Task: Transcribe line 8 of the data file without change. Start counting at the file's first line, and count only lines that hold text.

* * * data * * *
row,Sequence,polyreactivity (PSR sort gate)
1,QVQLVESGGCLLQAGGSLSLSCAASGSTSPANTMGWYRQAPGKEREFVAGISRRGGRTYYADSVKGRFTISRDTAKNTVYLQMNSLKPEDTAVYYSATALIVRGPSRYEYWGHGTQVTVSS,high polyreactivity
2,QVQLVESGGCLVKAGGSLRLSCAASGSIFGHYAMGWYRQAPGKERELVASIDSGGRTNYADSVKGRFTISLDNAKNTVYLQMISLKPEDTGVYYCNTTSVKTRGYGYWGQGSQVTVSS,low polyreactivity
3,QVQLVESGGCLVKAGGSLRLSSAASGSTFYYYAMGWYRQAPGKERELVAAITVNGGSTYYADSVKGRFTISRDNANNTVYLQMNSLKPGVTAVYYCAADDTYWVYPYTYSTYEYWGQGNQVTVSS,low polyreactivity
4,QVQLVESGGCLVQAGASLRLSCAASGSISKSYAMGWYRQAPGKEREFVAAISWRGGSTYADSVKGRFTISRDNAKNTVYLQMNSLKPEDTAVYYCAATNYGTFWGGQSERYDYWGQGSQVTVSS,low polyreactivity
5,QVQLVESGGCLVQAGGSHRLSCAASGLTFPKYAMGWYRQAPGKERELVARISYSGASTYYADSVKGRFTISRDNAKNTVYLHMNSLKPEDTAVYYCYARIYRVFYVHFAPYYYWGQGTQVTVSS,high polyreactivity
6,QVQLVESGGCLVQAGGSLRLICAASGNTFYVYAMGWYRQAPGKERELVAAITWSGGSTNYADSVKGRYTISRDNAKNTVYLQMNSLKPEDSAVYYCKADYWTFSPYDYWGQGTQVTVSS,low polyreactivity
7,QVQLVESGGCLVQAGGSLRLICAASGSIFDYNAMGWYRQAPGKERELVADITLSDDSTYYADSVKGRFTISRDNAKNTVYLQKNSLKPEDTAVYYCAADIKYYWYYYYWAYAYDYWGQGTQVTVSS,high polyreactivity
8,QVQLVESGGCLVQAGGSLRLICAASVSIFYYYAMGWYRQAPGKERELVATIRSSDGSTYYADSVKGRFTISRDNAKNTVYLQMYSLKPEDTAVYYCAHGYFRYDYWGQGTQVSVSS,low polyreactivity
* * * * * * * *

7,QVQLVESGGCLVQAGGSLRLICAASGSIFDYNAMGWYRQAPGKERELVADITLSDDSTYYADSVKGRFTISRDNAKNTVYLQKNSLKPEDTAVYYCAADIKYYWYYYYWAYAYDYWGQGTQVTVSS,high polyreactivity